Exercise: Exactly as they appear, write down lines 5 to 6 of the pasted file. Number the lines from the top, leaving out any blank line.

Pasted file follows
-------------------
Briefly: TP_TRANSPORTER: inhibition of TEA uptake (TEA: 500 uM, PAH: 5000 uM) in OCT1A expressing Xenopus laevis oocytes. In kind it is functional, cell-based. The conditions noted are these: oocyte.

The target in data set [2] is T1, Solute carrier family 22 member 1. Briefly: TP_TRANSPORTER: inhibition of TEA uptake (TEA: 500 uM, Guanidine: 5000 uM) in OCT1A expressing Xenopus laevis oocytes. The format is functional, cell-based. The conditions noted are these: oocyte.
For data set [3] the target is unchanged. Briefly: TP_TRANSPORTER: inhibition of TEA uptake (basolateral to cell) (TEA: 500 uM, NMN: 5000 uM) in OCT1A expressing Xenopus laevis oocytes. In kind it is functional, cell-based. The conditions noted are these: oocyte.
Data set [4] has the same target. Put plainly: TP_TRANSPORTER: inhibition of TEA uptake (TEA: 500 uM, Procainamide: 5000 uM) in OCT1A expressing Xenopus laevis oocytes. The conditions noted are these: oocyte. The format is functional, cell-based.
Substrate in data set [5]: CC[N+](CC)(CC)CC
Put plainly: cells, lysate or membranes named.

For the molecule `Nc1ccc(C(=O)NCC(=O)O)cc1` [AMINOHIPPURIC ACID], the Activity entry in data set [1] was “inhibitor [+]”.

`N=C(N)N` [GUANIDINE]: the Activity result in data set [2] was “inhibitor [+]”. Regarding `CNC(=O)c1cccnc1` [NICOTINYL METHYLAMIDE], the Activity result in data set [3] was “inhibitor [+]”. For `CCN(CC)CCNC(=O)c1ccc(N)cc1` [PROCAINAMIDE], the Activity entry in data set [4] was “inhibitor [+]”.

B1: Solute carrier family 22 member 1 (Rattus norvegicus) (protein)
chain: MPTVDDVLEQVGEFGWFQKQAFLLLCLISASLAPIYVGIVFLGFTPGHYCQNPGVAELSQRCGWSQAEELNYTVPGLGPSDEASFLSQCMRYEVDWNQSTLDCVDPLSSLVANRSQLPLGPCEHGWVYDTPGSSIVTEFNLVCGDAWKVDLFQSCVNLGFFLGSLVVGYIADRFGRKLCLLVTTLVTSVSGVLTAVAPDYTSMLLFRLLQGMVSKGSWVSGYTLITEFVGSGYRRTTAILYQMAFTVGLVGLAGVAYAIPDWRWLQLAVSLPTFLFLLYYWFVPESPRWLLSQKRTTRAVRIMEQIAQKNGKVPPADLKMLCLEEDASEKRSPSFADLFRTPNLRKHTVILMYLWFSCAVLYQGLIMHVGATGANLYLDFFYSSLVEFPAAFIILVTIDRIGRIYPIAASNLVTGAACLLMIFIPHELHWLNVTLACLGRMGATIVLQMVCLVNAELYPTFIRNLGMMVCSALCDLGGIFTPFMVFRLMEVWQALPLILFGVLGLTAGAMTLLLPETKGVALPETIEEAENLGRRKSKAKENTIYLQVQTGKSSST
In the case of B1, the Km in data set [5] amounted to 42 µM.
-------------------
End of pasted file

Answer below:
Substrate in data set [5]: CC[N+](CC)(CC)CC
Put plainly: cells, lysate or membranes named.